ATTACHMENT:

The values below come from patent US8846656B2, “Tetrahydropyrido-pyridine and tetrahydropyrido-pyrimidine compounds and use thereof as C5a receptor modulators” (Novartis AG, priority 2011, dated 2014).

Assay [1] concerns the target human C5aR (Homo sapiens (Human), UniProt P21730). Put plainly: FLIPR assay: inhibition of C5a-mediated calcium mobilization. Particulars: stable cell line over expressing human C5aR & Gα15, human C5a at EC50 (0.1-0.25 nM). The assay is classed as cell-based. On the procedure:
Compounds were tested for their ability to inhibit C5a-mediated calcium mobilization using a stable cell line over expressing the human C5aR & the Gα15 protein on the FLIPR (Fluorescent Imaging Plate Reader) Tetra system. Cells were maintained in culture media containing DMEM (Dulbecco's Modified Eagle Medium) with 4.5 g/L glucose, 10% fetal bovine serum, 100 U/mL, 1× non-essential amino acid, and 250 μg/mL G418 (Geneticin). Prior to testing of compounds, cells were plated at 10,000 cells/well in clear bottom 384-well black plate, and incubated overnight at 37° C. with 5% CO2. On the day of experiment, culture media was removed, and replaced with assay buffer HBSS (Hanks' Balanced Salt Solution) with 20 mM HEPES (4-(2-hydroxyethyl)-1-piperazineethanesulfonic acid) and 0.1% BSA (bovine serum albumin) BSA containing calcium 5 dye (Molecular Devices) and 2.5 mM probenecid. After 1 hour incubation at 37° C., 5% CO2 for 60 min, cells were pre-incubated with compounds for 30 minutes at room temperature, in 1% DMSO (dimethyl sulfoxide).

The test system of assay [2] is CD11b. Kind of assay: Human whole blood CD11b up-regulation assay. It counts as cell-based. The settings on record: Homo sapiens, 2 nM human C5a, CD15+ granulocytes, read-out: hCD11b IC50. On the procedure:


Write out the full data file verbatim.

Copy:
The values below come from patent US8846656B2, “Tetrahydropyrido-pyridine and tetrahydropyrido-pyrimidine compounds and use thereof as C5a receptor modulators” (Novartis AG, priority 2011, dated 2014).

Assay [1] concerns the target human C5aR (Homo sapiens (Human), UniProt P21730). Put plainly: FLIPR assay: inhibition of C5a-mediated calcium mobilization. Particulars: stable cell line over expressing human C5aR & Gα15, human C5a at EC50 (0.1-0.25 nM). The assay is classed as cell-based. On the procedure:
Compounds were tested for their ability to inhibit C5a-mediated calcium mobilization using a stable cell line over expressing the human C5aR & the Gα15 protein on the FLIPR (Fluorescent Imaging Plate Reader) Tetra system. Cells were maintained in culture media containing DMEM (Dulbecco's Modified Eagle Medium) with 4.5 g/L glucose, 10% fetal bovine serum, 100 U/mL, 1× non-essential amino acid, and 250 μg/mL G418 (Geneticin). Prior to testing of compounds, cells were plated at 10,000 cells/well in clear bottom 384-well black plate, and incubated overnight at 37° C. with 5% CO2. On the day of experiment, culture media was removed, and replaced with assay buffer HBSS (Hanks' Balanced Salt Solution) with 20 mM HEPES (4-(2-hydroxyethyl)-1-piperazineethanesulfonic acid) and 0.1% BSA (bovine serum albumin) BSA containing calcium 5 dye (Molecular Devices) and 2.5 mM probenecid. After 1 hour incubation at 37° C., 5% CO2 for 60 min, cells were pre-incubated with compounds for 30 minutes at room temperature, in 1% DMSO (dimethyl sulfoxide).

The test system of assay [2] is CD11b. Kind of assay: Human whole blood CD11b up-regulation assay. It counts as cell-based. The settings on record: Homo sapiens, 2 nM human C5a, CD15+ granulocytes, read-out: hCD11b IC50. On the procedure: